Critics’ Picks

View of “Gespräche über persönliche Themen” (Dialogues on Private Subjects), 2012.

View of “Gespräche über persönliche Themen” (Dialogues on Private Subjects), 2012.


Miroslaw Balka and Roni Horn

Galleria Raffaella Cortese | Via Stradella 7
Via Stradella 7
November 28, 2012–February 9, 2013

Gespräche über persönliche Themen” (Dialogues on Private Subjects), the title of this exhibition by Miroslaw Balka and Roni Horn, is appropriate, particularly because the show truly is about a gespräch, a dialogue. The two artists are shown together (sculptures for Balka, sculptures and photographs for Horn) in a single installation that takes over the gallery’s two venues, located just a few steps away from each other, which creates unexpected resonances between their respective works. And it is, in fact, “private subjects” that are dealt with, deeply rooted in the sensibilities of the two artists: for Horn, androgyny, beauty, and time; for Balka, the body as a measure of things, the symbolic charge of materials, and history.

The most successful example of dialogue is provided by two works positioned in the space on Via Stradella 7: Horn’sUntitled (Weather), 2010–11, and Balka’s 2x (250x200x100) + Irma, 2006. Untitled (Weather) reprises one of Horn’s most well known photographic series, You are the Weather, which she made fifteen years earlier: The new work features Margrét, the model from the earlier series, posing in the same places, her face shot in extreme close-up. She is now, however, not a twentysomething girl but a woman in her forties. Her pose and expression are the same, but her face bears marks of the passage of time (creases, slight wrinkles), and her glance has gained a depth that is hard to define yet palpably present. There is a beautiful and intense female face in Bałka’s work as well: Irma Grese, a young guard at the concentration camp Bergen-Belsen, who was renowned for her cruelty. The artist has glued her picture, a small black-and-white mug shot downloaded from the Internet, on cardboard, and hand-retouched it by applying some blush—makeup, not paint—to her cheeks. Opposite the image, Bałka has placed two large panels of iron and MDF. It’s as if the artist is attempting to screen off the spectator from the girl’s piercing glance—and from the seductiveness of evil it embodies.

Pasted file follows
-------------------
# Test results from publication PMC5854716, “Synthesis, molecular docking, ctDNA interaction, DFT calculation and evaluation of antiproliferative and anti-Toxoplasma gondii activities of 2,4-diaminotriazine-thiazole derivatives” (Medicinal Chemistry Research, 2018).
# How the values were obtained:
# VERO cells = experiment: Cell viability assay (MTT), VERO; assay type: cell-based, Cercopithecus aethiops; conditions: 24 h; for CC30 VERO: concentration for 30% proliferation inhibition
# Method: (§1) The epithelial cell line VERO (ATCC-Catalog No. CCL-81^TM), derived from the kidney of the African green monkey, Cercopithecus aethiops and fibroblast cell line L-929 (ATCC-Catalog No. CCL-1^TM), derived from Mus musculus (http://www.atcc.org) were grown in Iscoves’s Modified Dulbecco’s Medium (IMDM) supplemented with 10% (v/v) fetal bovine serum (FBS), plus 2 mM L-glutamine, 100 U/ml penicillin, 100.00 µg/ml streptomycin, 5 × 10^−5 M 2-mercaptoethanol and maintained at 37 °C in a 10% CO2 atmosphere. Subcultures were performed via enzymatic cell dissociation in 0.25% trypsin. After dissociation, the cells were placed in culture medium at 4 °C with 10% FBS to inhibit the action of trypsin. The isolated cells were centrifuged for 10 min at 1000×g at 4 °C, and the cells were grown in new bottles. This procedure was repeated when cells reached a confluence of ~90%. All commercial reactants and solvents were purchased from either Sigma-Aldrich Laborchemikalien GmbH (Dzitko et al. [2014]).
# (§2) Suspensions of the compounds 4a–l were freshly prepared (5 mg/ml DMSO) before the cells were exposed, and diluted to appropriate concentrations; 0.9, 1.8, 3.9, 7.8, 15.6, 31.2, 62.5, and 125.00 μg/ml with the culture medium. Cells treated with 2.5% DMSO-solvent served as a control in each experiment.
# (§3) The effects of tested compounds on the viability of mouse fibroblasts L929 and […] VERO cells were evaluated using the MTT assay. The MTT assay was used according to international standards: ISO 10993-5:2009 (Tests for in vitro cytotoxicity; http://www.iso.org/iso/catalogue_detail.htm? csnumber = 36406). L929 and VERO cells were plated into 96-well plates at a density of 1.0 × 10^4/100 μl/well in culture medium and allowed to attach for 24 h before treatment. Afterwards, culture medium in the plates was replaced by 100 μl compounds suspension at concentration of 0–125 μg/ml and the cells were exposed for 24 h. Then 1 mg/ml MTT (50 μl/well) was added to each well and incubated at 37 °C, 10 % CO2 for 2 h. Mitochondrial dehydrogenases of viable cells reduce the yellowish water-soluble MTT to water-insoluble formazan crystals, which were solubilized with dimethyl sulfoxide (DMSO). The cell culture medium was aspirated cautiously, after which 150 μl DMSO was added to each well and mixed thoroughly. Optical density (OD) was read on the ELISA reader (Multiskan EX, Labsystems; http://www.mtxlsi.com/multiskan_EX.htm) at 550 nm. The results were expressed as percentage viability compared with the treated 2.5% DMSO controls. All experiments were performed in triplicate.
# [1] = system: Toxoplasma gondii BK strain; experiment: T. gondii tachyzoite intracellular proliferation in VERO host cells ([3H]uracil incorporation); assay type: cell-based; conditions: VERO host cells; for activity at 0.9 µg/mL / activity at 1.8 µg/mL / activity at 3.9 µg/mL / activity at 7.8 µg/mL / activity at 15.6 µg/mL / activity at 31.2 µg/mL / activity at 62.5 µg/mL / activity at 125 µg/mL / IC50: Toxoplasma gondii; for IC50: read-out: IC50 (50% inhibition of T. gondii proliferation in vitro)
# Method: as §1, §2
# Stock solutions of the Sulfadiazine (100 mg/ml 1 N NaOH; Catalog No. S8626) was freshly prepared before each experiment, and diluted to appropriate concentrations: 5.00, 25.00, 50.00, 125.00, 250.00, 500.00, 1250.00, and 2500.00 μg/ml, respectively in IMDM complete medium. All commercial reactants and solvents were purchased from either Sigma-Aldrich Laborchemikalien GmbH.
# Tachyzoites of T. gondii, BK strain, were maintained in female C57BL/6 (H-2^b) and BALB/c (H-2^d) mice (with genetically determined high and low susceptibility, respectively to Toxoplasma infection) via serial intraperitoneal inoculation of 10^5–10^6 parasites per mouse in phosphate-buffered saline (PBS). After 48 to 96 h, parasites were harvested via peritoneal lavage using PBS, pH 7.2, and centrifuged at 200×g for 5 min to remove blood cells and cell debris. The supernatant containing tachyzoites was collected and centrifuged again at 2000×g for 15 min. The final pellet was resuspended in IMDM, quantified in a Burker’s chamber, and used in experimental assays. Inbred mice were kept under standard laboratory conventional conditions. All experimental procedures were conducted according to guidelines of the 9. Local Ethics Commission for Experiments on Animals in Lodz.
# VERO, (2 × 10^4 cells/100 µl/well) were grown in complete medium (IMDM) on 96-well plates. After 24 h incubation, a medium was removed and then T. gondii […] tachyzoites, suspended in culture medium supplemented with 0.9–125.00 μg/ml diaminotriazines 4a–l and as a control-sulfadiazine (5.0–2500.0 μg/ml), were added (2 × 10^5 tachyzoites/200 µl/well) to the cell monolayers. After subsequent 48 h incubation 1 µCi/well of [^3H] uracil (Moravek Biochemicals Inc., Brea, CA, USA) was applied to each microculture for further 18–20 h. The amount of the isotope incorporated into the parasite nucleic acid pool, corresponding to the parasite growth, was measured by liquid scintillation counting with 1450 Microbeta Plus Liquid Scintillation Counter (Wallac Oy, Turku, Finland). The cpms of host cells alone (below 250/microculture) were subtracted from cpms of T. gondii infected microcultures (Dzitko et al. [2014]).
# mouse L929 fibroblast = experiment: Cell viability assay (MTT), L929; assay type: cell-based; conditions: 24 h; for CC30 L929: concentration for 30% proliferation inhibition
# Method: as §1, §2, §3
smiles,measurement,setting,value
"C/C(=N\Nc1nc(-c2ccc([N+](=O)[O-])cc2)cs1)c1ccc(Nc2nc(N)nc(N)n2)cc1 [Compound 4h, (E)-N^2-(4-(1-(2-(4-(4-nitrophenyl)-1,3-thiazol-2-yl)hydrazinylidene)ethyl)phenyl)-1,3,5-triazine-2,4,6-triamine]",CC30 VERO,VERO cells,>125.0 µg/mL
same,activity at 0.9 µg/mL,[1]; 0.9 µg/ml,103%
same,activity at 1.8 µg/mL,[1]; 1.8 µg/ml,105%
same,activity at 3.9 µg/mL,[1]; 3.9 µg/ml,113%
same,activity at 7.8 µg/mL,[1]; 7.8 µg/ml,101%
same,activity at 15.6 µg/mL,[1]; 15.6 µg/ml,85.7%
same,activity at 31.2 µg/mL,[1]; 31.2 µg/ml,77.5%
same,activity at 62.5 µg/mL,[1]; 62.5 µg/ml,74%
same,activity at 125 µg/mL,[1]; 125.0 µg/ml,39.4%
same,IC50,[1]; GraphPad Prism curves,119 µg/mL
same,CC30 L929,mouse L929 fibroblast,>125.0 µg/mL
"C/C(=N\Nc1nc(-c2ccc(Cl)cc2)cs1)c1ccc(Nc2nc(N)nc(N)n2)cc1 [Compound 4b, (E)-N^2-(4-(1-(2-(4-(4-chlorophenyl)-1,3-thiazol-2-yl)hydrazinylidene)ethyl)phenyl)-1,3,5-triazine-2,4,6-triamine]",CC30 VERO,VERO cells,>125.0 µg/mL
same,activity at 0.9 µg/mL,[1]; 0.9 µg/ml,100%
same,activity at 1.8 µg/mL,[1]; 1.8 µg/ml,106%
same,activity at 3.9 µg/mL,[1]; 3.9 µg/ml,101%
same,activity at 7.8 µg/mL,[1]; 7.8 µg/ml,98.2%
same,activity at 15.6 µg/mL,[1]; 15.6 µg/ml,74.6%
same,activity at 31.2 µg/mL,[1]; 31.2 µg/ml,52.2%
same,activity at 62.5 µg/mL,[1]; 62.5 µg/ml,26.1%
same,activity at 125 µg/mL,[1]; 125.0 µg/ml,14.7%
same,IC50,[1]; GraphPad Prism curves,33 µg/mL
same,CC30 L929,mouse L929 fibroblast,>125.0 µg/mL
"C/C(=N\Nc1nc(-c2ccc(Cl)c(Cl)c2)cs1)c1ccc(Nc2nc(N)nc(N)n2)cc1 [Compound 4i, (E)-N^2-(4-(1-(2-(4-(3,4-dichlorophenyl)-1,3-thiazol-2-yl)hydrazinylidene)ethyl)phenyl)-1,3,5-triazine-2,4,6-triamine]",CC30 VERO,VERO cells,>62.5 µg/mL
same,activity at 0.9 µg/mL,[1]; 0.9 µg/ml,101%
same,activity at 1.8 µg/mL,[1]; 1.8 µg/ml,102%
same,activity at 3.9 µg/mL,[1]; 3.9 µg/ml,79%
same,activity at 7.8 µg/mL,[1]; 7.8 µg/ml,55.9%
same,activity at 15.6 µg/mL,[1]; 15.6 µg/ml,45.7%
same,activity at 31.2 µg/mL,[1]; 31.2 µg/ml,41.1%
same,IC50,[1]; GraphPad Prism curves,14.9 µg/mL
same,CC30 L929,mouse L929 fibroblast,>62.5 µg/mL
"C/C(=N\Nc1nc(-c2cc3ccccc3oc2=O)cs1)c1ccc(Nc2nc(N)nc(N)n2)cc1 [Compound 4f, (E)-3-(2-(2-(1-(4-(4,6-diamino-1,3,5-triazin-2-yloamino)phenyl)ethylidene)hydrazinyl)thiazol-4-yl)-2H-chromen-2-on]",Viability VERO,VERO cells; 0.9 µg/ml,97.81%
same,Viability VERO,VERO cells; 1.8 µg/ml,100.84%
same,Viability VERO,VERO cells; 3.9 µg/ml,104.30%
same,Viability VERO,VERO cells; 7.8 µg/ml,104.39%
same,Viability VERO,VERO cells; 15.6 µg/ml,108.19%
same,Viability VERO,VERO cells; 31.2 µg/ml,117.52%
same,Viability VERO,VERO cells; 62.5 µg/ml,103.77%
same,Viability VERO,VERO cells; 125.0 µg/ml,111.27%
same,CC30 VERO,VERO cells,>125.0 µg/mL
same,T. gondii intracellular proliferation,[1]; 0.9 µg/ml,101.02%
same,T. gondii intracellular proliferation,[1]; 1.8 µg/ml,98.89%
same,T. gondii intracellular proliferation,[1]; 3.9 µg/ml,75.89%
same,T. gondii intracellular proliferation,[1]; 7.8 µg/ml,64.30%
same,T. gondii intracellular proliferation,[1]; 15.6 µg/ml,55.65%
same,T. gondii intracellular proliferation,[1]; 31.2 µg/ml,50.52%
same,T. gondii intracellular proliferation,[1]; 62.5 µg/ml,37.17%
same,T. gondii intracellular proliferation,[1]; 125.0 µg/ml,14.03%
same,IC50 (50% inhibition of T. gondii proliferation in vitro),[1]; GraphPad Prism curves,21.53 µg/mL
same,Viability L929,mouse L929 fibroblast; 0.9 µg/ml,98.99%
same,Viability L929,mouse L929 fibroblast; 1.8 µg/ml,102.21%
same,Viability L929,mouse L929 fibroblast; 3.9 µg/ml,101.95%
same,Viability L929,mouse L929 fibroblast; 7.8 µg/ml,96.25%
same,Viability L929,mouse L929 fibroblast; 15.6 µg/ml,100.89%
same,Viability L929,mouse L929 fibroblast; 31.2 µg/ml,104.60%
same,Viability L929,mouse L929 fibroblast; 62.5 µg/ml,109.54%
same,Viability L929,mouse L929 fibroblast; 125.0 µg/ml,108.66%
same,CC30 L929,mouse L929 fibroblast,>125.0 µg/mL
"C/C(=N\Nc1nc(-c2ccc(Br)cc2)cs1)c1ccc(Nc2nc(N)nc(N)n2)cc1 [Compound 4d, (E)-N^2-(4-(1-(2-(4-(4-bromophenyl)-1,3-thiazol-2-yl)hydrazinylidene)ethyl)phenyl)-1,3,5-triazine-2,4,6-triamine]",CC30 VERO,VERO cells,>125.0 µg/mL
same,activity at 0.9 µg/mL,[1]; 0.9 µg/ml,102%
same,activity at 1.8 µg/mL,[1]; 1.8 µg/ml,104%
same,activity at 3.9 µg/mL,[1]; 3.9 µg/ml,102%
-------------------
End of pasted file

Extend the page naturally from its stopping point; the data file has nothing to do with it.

That the faces of Margrét and Irma would be exhibited together is at once unexpected and unlikely. Separated by the abyss of history, their lives couldn’t be more different. And yet here they are, two young and beautiful women. The mystery of individual character, of what a face shows (and especially conceals), has seldom been evoked so poignantly.

Translated from Italian by Marguerite Shore.